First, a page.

Osbornes successfully defends clients following action by Camden Council to take possession of home23 Sep 2014
On the 23rd September 2014, over two years since proceedings were issued by Camden Council, Housing and Social Care specialist, Edward Taylor, successfully argued at trial that Camden’s decision to seek possession is unlawful on public law grounds.
Osbornes Solicitors represented both Defendants after making a successful application for the Second Defendant to be added as a party to the proceedings. The First Defendant worked for Camden Council as a Residential Caretaker for over ten years and held a Service Tenancy for the property in question. The Second Defendant is the First Defendant’s partner and they have a seven year old daughter together.
The First Defendant resigned from his employment after being convicted of a drug-related offence. Camden Council subsequently served a Notice to Quit and brought possession proceedings. However, they did not first consider and apply their own allocations policy, which states that former Camden Council employees who have held Service Tenancies for over five years and who have not been dismissed will be awarded sufficient points by the Exceptions Panel to enable them to bid for a suitable property. They will qualify for the points if:
They have no other accommodation available to them; and
They would otherwise be accepted under Part VII, Housing Act 1996 as homeless and in priority need; or
They were Camden Council or housing association tenants immediately before becoming service tenant
The purpose of this section of Camden’s policy is to acknowledge the sacrifices made by Residential Caretakers who live in tied accommodation, rather than make their own home elsewhere, perhaps through buying a property. The policy is therefore designed to make sure long-standing employees with Services Tenancies do not suffer homelessness as a result of leaving their employment.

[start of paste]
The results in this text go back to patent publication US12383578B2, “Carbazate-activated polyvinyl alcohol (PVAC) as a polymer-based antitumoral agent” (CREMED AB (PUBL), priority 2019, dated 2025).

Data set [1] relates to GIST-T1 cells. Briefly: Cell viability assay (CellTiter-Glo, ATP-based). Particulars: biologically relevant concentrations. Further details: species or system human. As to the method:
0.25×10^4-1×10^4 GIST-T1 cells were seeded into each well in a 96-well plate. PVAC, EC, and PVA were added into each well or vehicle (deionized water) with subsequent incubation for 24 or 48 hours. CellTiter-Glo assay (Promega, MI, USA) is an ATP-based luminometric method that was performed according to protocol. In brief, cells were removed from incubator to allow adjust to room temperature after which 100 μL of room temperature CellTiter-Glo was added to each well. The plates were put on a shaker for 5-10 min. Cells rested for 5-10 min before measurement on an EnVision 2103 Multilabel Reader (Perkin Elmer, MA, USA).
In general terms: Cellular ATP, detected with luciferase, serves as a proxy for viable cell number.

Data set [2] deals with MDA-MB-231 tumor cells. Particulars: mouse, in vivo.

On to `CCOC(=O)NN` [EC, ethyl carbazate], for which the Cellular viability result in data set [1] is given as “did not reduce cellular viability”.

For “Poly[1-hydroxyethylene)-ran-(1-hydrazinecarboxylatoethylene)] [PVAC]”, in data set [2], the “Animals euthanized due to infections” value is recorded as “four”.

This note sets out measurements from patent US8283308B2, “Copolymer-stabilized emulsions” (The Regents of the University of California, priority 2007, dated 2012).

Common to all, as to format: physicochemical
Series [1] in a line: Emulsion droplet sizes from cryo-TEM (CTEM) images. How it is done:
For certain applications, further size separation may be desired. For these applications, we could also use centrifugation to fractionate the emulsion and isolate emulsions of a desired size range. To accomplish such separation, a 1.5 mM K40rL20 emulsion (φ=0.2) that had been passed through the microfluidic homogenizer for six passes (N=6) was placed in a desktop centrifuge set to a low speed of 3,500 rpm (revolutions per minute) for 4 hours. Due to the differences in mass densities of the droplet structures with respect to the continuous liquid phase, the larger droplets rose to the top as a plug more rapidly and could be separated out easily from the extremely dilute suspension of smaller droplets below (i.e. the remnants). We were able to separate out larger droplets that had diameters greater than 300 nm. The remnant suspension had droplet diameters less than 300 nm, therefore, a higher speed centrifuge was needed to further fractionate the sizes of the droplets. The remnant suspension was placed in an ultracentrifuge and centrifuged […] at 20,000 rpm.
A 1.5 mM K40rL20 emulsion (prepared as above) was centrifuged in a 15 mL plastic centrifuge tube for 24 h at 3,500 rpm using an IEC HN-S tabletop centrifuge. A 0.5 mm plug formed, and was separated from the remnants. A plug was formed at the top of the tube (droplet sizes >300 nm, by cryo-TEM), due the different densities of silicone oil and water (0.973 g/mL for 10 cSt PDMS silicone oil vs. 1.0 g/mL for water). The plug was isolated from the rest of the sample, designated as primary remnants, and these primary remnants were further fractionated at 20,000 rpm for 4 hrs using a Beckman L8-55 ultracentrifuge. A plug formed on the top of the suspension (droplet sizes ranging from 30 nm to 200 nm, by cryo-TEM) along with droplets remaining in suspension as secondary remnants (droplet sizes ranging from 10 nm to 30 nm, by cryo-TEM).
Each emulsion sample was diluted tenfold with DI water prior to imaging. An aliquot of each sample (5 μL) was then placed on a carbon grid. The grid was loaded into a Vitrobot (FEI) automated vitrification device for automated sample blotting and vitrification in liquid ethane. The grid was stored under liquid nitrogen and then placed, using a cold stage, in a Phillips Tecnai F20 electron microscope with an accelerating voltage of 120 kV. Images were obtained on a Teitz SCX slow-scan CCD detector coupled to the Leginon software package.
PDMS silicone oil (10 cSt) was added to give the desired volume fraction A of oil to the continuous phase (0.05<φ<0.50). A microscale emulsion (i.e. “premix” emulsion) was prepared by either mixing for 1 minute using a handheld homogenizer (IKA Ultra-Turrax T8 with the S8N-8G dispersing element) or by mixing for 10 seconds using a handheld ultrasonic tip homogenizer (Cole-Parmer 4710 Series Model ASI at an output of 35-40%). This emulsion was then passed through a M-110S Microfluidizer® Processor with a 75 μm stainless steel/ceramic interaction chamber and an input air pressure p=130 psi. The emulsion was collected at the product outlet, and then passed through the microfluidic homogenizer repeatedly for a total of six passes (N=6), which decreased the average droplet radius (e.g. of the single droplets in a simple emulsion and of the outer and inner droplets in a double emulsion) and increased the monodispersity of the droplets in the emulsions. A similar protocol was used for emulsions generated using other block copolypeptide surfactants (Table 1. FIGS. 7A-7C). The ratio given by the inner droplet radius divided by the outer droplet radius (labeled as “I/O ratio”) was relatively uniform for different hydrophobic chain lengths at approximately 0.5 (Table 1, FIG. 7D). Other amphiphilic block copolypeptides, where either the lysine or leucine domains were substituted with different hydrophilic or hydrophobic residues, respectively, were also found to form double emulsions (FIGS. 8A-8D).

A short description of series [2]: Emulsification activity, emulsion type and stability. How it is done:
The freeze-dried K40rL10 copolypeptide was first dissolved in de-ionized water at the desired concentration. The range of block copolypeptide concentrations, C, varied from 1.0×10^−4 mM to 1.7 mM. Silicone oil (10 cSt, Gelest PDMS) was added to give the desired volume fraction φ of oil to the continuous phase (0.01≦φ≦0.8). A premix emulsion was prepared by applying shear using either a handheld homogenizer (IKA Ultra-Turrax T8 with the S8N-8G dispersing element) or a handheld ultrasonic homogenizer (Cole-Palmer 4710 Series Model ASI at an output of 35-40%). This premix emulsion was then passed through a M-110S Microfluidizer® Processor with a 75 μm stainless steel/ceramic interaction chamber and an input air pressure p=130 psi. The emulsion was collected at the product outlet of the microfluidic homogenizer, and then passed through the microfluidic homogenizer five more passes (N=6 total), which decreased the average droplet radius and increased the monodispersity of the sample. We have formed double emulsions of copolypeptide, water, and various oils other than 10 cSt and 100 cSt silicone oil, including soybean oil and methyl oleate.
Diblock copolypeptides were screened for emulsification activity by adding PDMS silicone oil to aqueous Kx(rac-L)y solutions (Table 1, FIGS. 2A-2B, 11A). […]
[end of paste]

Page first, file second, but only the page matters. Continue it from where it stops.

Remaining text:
We contended that this paragraph applied to the First Defendant’s situation and as such that it should have been considered and a referral made to the Exceptions Panel. Camden unsuccessfully argued that this paragraph did not apply and further, and in the alternative it only applies if the former employee has made an application to the Exceptions Panel.
Her Honour Judge Baucher found that this paragraph does apply to former Residential Caretakers, as well as any other Camden Council employee with a Service Tenancy. She also commented that Camden should have on its own motion considered the application of this section of their policy. HHJ Baucher therefore decided that Camden Council had failed to apply or have proper regard to their allocations policy, and further to specific assurances given to the First Defendant in 2009.
As a result, the possession claim was dismissed. The Defendants will not lose their home and become street homeless. Instead, Camden will now have to properly apply their policy, which we hope will lead to the First Defendant being awarded sufficient points by the Exceptions Panel to enable him to bid for a suitable property for him, his partner and daughter.